Police use breach of the peace when they answer a call due to an argument between our client and his partner

Police use breach of the peace to dispose of domestic disagreements

In this case study Campbelltown Local Area Command police use breach of the peace charges to dispose of domestic argument cases.

James* had a verbal argument with his partner in South West Sydney, and both she and their neighbour called the police. Police arrived at the scene and spoke to James’ partner for five minutes. In this discussion with police, she did not disclose any offences. 

One officer went to James and shoved him into a bedroom, and detained him there while the other officer spoke to his partner. The arresting officer then arrested James for breach of the peace but didn’t tell him this until after he was detained. Then, the police drove him in a police van for 20 mins and released him at a railway station. However, they did not charge him or issue him with an apprehended domestic violence order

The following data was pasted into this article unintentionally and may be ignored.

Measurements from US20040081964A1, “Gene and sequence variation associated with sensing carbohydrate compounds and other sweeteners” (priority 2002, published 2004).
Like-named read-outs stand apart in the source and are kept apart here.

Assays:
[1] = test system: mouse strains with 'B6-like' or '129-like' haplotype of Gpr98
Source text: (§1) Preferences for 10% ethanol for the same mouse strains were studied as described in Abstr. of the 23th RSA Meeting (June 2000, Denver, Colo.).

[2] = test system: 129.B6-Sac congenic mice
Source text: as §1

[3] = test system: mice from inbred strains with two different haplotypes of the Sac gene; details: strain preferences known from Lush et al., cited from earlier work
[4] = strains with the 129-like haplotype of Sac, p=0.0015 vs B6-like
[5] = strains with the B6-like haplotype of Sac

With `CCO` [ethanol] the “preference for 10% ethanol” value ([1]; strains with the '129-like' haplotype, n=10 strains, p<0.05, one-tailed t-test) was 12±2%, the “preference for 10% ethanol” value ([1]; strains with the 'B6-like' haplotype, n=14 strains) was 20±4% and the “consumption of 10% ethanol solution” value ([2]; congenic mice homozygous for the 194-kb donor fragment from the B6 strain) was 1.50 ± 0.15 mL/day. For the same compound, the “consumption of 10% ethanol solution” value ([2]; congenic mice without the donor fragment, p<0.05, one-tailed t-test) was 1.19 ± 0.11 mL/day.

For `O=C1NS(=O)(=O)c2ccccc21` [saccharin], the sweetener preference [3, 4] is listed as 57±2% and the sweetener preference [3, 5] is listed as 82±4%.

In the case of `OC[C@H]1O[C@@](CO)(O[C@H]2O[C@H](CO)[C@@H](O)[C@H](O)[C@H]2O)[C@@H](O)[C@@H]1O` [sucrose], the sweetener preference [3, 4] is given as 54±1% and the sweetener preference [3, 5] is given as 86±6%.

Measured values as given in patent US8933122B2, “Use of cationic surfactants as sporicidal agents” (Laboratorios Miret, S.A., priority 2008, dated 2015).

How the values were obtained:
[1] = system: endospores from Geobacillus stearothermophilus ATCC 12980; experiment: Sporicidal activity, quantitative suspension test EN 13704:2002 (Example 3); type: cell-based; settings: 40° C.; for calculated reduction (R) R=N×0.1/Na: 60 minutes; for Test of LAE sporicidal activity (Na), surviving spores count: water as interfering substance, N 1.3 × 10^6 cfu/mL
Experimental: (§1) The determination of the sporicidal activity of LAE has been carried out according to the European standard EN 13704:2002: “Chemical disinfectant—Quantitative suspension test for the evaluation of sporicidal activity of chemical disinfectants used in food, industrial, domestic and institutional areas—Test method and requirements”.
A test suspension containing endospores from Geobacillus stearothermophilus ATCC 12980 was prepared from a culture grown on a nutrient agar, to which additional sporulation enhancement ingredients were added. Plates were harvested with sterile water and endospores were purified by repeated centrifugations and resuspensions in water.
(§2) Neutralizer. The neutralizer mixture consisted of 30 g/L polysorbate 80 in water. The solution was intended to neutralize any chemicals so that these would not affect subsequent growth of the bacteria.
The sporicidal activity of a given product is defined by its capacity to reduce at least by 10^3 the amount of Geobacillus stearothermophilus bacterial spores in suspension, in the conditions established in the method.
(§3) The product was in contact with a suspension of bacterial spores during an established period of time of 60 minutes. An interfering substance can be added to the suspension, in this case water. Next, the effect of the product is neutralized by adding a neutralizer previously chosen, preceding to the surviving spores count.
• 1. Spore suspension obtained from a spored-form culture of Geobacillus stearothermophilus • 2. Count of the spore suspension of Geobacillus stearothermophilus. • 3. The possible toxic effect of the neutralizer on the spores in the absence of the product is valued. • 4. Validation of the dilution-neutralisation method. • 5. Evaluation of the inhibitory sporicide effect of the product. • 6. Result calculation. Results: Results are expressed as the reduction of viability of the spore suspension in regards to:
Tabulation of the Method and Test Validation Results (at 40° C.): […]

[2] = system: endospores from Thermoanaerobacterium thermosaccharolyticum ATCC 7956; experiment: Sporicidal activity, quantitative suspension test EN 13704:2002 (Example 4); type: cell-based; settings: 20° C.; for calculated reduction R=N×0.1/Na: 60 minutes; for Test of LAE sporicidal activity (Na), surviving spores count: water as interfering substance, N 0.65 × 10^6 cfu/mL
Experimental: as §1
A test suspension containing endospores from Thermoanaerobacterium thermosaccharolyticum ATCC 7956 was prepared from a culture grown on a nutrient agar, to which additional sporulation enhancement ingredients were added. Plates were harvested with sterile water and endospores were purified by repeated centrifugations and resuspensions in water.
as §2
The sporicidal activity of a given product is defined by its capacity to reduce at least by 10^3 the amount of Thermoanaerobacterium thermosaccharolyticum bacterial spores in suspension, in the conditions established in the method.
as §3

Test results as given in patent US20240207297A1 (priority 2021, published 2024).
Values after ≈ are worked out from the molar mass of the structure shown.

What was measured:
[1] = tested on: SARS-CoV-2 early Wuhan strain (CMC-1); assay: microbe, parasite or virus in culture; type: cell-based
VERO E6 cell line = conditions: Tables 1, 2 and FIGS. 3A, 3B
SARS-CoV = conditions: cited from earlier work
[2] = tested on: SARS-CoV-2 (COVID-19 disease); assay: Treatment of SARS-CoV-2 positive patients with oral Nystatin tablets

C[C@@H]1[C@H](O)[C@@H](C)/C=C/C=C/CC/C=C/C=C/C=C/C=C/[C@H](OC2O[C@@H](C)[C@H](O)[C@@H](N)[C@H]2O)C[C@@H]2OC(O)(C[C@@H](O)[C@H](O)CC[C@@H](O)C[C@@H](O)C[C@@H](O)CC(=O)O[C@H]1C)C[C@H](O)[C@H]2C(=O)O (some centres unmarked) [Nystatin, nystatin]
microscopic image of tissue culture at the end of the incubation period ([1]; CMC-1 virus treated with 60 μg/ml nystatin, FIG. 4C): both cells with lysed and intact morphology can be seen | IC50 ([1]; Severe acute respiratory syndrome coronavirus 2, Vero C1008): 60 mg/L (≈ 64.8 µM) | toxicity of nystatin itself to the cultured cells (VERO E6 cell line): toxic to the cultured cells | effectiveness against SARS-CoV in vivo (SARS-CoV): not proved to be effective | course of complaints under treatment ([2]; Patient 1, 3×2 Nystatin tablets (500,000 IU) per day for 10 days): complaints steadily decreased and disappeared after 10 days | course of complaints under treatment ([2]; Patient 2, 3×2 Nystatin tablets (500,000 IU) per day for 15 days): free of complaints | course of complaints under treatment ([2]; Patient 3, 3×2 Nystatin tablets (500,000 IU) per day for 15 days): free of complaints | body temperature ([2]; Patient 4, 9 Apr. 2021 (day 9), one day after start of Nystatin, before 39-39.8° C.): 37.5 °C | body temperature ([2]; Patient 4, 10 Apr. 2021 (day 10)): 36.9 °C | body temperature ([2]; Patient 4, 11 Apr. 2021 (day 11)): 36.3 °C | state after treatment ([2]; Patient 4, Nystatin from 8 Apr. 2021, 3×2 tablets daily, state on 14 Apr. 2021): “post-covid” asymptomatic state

We file a claim for assault, battery, and false imprisonment in the district court of New South Wales. 

This matter proceeded to trial where the Defendant’s case collapsed. This was because every officer involved gave contradicting evidence both to each other, and to the filed defence. 

We discovered that the Campbelltown Local Area Command routinely uses “breach of the peace” as an easy way to deal with verbal arguments where they have no other power to remove a person. They use this charge even where there is no anticipated breach of the peace. Ultimately, this breaches the Law Enforcement (Powers and Responsibilities) Act 2002. 

After the evidence giving closed, the Defendants settled the case, prior to reaching judgement. 

James got a favourable sum of compensation. As well the Defendant paid the cost of his legal affair.

*Names are changed for client confidentiality 


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O’Brien Criminal & Civil Solicitors
p: 02 9261 4281
a: Level 4, 219-223 Castlereagh St,
Sydney NSW 2000

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